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OCD-UK Member
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About taurean

  • Birthday 27/04/1950

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  • OCD Status
  • Type of OCD

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    Northampton, England
  • Interests
    Olympics (especially London 2012),Athletics,Swimming,Photography, Astronomy, Archaeology, Antiques Programmes on TV,Art. Choral and Classical Music, Jazz, Fishing, Aerobic Exercise, Gardening, National Trust, Wildlife

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  1. That's great. We don't choose to be sufferers - and around 1% of the population has OCD that significantly impacts upon their daily lives. I am pleased for you and pleased that our group here pitched in to help and support you. I am especially proud that we picked you up from the floor and floated you out engaging freely and openly with the social worker and her responding well to that. I am not generally operational on the main forums, just in the member's area, but I couldn't not step in to help Nikki in her hour of need, and I am so glad that I did.
  2. That's exactly it. The core belief behind all the fear is that what your obsessional thinking is telling you is true, and that catastrophe will follow. You need to let go of this fear the same way that Binxy did. She believed it was all make believe and recovered from it. Catastrophic thinking is absolute part and parcel of OCD. There is the falsehood followed by the fear reaction, the catastrophic thinking reaction and up can start another cycle of anxiety and distress that upsets our health and happiness.
  3. Because we aren't in the U. S. and have a different system. And this would have put far too much meaning into what was simply a checking out and understanding process. How we advised Nikki, and what she took to the meeting with the materials provided, provided a low key but helpful environment for the social worker to understand Nikki's issues, then approach her medical advisers.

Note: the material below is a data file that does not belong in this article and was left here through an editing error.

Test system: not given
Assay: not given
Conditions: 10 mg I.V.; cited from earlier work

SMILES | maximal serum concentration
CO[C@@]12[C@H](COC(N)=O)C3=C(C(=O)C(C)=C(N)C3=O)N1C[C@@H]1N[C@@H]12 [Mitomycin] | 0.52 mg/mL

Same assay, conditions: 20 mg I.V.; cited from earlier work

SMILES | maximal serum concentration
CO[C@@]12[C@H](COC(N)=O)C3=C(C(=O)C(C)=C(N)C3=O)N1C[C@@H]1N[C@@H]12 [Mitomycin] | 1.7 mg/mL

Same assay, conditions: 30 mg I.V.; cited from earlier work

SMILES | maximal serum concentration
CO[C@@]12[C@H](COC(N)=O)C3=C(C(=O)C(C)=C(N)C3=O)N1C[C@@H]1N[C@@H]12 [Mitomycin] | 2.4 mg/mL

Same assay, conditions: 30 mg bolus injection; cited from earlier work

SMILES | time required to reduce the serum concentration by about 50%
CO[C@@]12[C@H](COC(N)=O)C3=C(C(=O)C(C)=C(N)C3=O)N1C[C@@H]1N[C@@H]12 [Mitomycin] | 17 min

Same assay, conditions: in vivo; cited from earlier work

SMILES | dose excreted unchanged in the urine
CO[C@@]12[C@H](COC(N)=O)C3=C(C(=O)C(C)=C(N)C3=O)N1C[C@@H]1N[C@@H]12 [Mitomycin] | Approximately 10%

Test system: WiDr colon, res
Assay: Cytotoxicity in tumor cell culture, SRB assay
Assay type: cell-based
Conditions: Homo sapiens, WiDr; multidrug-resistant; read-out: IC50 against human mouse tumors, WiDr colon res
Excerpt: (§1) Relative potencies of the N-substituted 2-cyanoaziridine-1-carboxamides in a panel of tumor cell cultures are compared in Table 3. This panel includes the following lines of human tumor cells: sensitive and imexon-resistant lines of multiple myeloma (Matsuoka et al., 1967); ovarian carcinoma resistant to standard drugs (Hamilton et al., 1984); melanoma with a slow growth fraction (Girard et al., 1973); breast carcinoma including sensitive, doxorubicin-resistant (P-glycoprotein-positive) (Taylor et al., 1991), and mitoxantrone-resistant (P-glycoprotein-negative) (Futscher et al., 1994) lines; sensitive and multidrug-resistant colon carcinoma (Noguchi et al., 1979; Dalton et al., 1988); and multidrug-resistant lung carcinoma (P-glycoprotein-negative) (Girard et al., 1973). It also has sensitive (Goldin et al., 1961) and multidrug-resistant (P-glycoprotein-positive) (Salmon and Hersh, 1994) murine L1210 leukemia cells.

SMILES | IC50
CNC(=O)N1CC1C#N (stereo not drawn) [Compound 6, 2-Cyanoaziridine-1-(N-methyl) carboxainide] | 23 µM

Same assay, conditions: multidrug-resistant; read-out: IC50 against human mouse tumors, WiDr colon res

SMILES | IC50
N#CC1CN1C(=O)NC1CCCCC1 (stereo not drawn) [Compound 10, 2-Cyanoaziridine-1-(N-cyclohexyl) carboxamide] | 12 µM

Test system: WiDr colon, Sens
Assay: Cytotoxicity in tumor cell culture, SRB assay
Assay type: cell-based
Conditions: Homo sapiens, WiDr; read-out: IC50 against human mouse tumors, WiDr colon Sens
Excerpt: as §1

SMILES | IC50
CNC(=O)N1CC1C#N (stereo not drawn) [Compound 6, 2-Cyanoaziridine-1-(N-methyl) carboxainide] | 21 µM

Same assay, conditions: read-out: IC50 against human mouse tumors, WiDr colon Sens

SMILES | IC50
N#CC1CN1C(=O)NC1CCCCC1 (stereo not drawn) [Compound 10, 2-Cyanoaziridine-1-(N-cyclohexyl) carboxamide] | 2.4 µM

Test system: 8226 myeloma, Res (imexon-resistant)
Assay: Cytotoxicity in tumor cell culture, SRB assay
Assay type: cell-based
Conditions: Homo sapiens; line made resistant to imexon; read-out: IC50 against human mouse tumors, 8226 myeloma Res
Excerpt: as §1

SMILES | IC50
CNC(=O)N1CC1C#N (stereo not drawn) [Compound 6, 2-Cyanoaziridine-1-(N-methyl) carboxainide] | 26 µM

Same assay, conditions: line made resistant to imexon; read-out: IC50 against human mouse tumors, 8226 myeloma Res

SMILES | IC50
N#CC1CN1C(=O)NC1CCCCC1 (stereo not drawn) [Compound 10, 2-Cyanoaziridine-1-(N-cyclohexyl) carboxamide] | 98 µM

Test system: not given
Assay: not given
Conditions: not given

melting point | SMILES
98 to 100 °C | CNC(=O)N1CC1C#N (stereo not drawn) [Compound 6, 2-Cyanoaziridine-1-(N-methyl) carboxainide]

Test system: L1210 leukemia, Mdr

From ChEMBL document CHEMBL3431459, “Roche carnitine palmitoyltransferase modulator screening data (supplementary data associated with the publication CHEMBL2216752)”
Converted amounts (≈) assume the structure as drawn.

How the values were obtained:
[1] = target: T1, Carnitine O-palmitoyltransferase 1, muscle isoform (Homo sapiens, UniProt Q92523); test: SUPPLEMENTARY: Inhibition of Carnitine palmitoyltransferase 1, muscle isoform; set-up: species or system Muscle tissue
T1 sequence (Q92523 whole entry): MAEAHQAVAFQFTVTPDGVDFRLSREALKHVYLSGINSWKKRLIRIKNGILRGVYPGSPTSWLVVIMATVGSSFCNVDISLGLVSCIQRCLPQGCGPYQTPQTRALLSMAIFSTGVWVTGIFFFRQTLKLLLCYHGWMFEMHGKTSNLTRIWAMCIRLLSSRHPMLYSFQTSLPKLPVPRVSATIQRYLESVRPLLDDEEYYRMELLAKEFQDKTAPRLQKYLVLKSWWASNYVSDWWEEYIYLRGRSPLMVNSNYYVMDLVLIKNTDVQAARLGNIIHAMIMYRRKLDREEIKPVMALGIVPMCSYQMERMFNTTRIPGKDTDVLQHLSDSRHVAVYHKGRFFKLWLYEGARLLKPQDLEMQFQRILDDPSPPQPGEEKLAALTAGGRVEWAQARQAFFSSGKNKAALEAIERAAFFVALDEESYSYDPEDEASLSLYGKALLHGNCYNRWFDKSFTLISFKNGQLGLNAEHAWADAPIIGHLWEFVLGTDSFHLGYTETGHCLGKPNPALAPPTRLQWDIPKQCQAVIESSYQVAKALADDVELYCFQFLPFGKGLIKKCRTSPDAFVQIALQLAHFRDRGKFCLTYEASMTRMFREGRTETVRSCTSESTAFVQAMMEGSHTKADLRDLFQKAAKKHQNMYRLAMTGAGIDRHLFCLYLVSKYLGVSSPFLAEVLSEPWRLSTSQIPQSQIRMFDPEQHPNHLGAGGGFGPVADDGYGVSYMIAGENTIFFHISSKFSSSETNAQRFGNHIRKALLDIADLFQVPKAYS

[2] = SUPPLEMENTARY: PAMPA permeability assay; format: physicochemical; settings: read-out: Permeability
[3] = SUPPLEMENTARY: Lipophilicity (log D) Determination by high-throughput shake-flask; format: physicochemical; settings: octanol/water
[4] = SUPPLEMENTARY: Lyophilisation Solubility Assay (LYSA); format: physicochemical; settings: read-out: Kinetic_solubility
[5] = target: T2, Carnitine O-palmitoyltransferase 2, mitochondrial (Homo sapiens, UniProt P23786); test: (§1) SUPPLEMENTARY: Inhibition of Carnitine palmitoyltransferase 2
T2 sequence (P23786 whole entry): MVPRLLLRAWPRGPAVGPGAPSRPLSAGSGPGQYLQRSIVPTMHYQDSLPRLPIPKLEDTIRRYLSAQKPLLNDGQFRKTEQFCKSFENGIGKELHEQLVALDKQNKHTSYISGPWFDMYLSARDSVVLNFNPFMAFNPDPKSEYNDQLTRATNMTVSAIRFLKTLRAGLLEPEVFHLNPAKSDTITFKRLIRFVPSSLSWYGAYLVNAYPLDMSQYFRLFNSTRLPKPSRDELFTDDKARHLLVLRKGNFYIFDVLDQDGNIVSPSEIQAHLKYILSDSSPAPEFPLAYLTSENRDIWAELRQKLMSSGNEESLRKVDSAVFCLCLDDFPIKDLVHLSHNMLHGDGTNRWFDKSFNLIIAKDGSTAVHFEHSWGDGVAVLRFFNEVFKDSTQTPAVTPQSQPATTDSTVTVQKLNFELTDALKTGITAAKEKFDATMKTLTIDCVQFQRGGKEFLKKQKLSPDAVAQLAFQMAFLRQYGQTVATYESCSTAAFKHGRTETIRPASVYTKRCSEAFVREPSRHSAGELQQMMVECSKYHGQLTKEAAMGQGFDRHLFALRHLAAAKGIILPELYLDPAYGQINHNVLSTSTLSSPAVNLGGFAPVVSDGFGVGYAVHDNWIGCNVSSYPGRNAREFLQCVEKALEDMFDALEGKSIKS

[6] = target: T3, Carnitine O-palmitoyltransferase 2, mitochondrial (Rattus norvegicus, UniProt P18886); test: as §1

4. I am glad Julie's 5 point programme helped you on the run in to yesterday's meeting Nikki. Here are a couple of other points that may help. The OCD takes an inch and makes a mile through lies falsehoods exaggerations catastrophising. When we apply what we learn from CBT we gradually build up a programme of turning the miles back into inches, then away down to a level whereby, if they do occur, they can easily be dismissed. It won't happen if we don't learn to apply, and maintain, a process of ignoring, not connecting, not believing and not compulsing.
  5. Whether it's one or ten intrusions it is still OCD and if you push on and don't give it power it will lose strength. You know that because you have been told it. You have heard the talk and now you need to keep walking the walk πŸšΆβ€β™€οΈ The thoughts don't come because you have a case to answer. The thoughts come because you, and we others, are sufferers from OCD and are paying attention to them, believe them and so suffer anxiety, carry out compulsions - and this sets up a maintaining cycle of distress.
  6. This needs to become your maxim. It doesn't matter how intense or how horrible they are, or how bad a reaction they try to create, they are actually mental junk. OCD thoughts are just thoughts, they are not reality. So stop that ruminating, and follow the wise words of Roy and your Dad.
  7. Legend said he is focusing on helping his local community in the Cambridge area.
  8. Excellent. Now, don't worry about it, get on with what we have been telling you to do and don't get sucked in by any intrusions in whatever guise they might come along.
  9. Confessing is a compulsion and any relief would be temporary then back would come the obsessional thinking. And as GBG says it would only cause distress to your partner. Move on and leave it be.
  10. Yes that's good to do. You can do this. For yourself, your partner and folks, your little one. And you have enormous support from OCD-UK and all your friends here. Just use your imagination and believe that your best online friends are with you during this meeting.
  11. That's good. Show the social worker the support network you have in place, she will be looking to assure herself around that so give a little thought to how you will answer that.
  12. Hi Nikki Hope you had a good sleep. Just follow what we have said and print the stuff off that Caramoole said. Leave Handy's comments be.
  13. Yes but the answer is still the same. Stop that line of thinking and get back to doing other things.
  14. Find something to get busy on. Stop the rumination each time it tries to start up, and refocus back to the activity. Might be clearing the kitchen, ironing, reading, watching TV - but something to occupy yourself around any needy childcare.
  15. You need to show this to her. The authorities are simply doing what they have to do. Be calm. DO NOT overthink this or catastrophise - this is simply a process that needs to be done.
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